In a statement attached to the company’s financial results, chairman Oliver Chidawu said the securitisation of the debtors’ book, which currently sits at US$10 million, primarily funded operations and improved the level of trading despite the absence of sustainable funding . The debtors book grew by 197%. This saw income increasing from US$273 000 to US$2,3 million, immensely contributing to group profitability.
The company improved its credit terms, which were increased to a maximum of 24 months, up from 18 months, a move which lifted credit sales. This strategy underpinned the sales growth of 95% against the prior year comparative of 115%.
“This was a deliberate strategy, mindful of the low disposable income in the market and lending by financial institutions at micro level to spread risk,” Chidawu said.
Group revenue grew by 95% to US$16,7 million, up from US$8,6 million in 2011. Profit before tax of US$2,1 million compared to US$144 454 the previous year. Cost of sales increased to US$12,3 million from US$6 million the prior year. Finance costs grew to US$2, 1 million, up from US$670 045 in 2011.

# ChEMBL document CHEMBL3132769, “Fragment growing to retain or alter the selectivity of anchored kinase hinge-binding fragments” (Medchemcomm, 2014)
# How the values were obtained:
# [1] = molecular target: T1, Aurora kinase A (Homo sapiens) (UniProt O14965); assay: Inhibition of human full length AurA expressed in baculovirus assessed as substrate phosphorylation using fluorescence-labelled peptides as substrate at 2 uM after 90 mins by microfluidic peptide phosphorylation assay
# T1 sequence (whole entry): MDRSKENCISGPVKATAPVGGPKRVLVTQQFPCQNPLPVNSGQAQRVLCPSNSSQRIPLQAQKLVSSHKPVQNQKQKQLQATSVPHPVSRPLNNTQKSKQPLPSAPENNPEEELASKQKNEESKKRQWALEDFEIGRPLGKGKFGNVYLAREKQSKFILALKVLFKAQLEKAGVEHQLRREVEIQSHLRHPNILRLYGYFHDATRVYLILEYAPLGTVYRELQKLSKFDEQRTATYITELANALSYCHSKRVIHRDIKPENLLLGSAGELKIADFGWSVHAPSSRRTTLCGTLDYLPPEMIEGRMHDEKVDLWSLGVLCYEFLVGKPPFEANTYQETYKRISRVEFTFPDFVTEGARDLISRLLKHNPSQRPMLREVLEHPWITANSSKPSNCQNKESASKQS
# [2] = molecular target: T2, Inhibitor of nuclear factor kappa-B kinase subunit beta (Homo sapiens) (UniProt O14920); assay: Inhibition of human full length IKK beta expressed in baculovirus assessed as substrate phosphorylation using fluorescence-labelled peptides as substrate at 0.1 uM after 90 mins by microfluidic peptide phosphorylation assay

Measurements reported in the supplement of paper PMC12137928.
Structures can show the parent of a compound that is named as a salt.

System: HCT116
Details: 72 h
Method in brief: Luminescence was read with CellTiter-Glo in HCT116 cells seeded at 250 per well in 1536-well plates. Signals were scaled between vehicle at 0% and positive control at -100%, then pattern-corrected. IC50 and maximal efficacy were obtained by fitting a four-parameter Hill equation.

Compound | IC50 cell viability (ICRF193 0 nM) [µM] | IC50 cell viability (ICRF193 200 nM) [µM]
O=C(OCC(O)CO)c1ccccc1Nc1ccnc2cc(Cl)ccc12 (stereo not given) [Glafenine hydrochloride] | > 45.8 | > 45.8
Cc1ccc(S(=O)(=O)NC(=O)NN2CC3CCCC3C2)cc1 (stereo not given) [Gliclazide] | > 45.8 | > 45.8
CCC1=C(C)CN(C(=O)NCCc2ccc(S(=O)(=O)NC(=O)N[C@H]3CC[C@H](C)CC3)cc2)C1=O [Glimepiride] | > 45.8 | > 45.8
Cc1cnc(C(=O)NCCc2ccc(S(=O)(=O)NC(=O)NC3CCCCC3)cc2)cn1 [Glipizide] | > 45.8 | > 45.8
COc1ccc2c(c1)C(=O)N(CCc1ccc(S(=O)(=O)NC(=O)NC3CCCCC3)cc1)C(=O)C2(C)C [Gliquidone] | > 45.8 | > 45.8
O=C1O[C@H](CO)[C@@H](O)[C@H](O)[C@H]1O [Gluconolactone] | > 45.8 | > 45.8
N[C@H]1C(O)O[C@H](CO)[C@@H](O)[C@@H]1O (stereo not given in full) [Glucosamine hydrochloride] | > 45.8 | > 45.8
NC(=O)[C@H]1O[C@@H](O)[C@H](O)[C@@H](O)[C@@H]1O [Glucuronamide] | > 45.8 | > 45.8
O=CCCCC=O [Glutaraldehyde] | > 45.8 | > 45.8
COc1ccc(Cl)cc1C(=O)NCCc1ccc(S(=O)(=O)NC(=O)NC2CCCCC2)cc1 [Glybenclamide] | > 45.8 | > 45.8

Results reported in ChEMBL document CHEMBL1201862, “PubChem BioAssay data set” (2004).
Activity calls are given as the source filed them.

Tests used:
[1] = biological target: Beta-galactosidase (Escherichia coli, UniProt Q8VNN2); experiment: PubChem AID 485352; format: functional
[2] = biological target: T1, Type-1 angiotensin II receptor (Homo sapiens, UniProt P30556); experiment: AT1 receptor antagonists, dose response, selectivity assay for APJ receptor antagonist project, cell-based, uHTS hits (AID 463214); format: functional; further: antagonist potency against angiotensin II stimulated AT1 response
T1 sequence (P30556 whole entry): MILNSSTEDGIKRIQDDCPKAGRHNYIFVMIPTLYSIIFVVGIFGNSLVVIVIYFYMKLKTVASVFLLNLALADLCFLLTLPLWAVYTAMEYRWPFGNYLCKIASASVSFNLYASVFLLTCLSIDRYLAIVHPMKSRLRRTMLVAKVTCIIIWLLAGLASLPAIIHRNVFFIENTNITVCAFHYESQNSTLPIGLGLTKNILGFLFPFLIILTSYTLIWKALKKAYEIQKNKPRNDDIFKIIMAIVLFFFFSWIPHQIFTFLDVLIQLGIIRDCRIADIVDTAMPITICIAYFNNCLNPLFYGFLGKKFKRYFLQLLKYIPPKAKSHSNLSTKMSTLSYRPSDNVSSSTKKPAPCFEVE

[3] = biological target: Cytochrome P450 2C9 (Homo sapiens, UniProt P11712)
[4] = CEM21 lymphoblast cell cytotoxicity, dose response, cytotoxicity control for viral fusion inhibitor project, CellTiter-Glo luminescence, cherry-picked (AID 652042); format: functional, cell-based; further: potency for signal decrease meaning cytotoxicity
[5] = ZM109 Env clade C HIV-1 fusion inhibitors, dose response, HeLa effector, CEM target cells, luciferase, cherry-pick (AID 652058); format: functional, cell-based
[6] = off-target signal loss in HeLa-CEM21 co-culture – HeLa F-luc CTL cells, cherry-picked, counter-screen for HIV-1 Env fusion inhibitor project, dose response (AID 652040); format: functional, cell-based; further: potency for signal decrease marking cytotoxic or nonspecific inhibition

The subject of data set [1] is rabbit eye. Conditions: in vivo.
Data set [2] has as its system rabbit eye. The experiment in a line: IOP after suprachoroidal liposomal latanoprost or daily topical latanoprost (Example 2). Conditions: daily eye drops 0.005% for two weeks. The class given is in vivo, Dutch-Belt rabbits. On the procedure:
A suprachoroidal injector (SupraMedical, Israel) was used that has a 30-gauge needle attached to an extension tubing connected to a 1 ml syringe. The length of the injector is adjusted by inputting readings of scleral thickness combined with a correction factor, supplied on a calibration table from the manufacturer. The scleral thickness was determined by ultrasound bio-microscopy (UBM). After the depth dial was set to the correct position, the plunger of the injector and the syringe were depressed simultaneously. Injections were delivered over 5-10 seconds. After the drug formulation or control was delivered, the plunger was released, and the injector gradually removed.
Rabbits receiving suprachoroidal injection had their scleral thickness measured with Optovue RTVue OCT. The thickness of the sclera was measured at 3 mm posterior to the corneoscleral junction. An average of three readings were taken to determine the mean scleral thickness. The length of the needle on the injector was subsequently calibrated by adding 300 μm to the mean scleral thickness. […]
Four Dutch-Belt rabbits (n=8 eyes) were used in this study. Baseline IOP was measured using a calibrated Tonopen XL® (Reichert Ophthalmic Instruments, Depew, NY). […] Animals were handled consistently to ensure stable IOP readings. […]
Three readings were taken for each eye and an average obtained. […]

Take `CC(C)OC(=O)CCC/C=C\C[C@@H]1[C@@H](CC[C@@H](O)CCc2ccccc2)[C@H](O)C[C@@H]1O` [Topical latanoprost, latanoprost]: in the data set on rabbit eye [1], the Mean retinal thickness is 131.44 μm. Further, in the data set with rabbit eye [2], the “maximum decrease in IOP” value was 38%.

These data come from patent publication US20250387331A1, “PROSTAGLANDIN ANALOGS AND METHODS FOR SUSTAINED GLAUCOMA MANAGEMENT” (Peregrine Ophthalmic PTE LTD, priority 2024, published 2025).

The company said it would augment its securitisation structures which continue to sustain operations, adding it would require a long term funding structure, something that has been missing since 2009. Pelhams CEO Oswald Masoha said the company needed to be capitalised so that it did not rely on the securitisation of the debtors book to unlock funding.
“If we were using our own shareholders’ funds, the entire US$2,2 million incurred in finance costs would have gone straight to the bottom line. Further to this, if we have adequate capital, it improves our strategic sourcing and we can improve our margins by importing more of the lines that give us better margins,” he said.
Tradewinds, the company’s manufacturing unit, maintained its contribution to group revenue of 5%. However, the continued increase in local production costs had a negative impact on margins, which reduced to 27% against a prior year comparative of 30%.
Pelhams’ sales mix for the year was largely skewed towards locally-manufactured products, which earn lower margins compared to imports. The company said it would continue to pursue its strategy of importing to improve supply and margins due to high costs of production locally .